It's sort of disheartening reading about these various environmental groups. A lot of them seem very into social programs, government incentives, and at times a distrust of free-markets/private property. As you may guess I'm very into the latter and not so much into the former. Now I actually think that a strong view of private property can help environmental causes and that free-markets can provide some effectual checks to corporate excesses. For instance, if I own a piece of land who's waterways running through it are negatively impacted by strip-mining (or manufacturing) upstream, a strong view of private property says "Your practices are impinging my property rights. Quit it." In the same manner I think that for changes to be durable they need to competitive in the marketplace. (Understandably, in today's markets government subsidies artificially skew prices. In the US, right now, we aren't dealing with free market conditions.) If electricity plants stop burning cheap, dirty coal and change to some more expensive way of producing electricity....well they won't unless you make them. BUT! If you can find a cheaper, more efficient way of producing electricity you won't have to make anyone switch over. They'll all be chomping at the bit, and the change will be long-lasting. Plus you won't have to deal with increased commodity prices due to increased production costs or the corresponding lessening of consumer buying power as a result of a. regulation, b. subsidization, or c. both. Of course at this point we could go into this whole thing about how government actions are effectively inhibiting companies and investors from having the incentives or opportunities to do this as rapidly as they could, but that's for another rant. Sufficing to say that it's a snarl.
To go back to what I said about government incentives, there's a sense in which I understand that this is the government with which we're dealing. Incentives are a fact of life. Use them. Haggle for them. Deal. Go ahead and point out that government subsidies go to bloated corporations, hurt farmers, contribute to national obesity, or whatever it is they do, but don't forget that subsidies are bad business no matter who gets them. It's not like Jones Valley Urban Farms getting subsidies = good and Conagra getting subsidies = bad. They still skew the marketplace and take money out of potential investor's (and consumer's) hands. So yes, we have to deal with government incentives and subsidies, but don't expect me to get all happy clappy when I hear that Congress has passed a bill to subsidize organic peanuts in Mississippi. As for my thoughts on social programs see the above. I love them when people come together and buy a plot of ground together to create a neighborhood garden. I don't love it when the government comes in and starts doing what people ought to be doing with their own two hands. The government is big enough thank you. It can darn well keep its mits off my locally grown arugula.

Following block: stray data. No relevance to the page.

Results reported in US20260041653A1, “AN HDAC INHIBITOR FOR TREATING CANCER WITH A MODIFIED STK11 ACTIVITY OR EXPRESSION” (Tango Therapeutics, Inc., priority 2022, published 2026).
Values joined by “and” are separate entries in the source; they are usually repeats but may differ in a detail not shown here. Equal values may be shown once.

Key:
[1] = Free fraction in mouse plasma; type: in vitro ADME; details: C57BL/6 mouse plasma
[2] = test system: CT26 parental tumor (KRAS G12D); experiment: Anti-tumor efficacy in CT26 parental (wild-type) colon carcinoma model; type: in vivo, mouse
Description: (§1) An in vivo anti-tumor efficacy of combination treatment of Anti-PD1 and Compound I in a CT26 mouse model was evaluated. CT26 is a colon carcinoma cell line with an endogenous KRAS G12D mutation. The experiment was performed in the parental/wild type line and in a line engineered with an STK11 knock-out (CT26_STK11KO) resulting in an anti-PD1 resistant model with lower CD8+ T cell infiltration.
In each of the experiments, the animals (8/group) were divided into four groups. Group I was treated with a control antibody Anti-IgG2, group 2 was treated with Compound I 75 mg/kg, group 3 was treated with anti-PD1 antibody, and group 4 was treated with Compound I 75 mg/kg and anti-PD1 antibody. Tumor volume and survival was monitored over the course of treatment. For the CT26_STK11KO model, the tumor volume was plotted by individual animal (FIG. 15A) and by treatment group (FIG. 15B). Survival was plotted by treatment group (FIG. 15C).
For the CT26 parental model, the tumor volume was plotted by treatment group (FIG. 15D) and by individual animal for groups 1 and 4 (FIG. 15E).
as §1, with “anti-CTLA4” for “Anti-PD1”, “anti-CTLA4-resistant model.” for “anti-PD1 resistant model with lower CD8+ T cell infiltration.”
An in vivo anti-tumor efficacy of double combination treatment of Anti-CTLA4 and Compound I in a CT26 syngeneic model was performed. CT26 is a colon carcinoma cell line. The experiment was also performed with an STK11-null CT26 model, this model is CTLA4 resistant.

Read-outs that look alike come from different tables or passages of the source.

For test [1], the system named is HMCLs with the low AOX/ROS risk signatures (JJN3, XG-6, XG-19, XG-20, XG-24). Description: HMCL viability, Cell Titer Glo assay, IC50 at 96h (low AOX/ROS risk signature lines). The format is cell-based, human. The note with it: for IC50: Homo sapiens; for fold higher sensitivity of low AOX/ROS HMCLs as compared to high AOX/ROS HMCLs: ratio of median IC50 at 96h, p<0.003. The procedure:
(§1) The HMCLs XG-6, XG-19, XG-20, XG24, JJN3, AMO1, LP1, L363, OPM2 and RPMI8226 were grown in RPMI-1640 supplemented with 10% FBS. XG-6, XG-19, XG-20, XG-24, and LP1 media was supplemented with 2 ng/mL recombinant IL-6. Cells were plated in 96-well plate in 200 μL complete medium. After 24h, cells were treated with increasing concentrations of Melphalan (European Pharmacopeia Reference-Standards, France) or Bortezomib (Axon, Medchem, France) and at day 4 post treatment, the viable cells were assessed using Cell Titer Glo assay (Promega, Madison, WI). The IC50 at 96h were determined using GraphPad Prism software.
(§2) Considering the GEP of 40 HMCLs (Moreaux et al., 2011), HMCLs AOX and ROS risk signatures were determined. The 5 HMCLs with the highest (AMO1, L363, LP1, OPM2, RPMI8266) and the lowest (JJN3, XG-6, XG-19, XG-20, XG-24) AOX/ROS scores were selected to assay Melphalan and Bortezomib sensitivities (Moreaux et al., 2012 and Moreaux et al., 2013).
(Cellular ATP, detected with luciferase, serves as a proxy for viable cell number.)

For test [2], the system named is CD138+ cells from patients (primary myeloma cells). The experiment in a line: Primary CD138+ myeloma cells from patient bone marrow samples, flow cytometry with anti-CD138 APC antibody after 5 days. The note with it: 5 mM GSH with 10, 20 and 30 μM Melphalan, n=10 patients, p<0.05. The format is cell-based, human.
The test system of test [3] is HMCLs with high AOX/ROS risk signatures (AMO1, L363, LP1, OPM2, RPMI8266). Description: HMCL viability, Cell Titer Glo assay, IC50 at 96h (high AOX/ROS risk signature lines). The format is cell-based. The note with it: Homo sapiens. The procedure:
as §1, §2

Having said all that, I'm generally in favor of smaller landfills, cleaner air and water, healthier soil, fewer endangered species, and fair trade coffee. I'm just think I'm in it for different reasons. As such, I don't feel comfortable calling myself an environmentalist. Allen has suggested "conservationist." I wonder if maybe I'm not something like an environmental humanist -by which I mean someone who's environmental concerns and goals are driven by human needs rather than any particular regard for the earth as a thing apart. To further illustrate, I like clean air because I breathe air. I'm in favor of fewer and smaller landfills because they are unsightly and smelly things to have in one's backyard. Healthy soil grows nutritious plants that keep me living longer and feeling better. Good environmental practices are often good for people, and I don't think that should be accidental. I think it's all part of dominion, stewardship, and making this earth into a beautiful garden to welcome Christ's return. To that end I hope to see urban gardens, backyard swings, vast sweeps of virgin timber, and steel high rises all intermingled to the glory of God and the service of His people.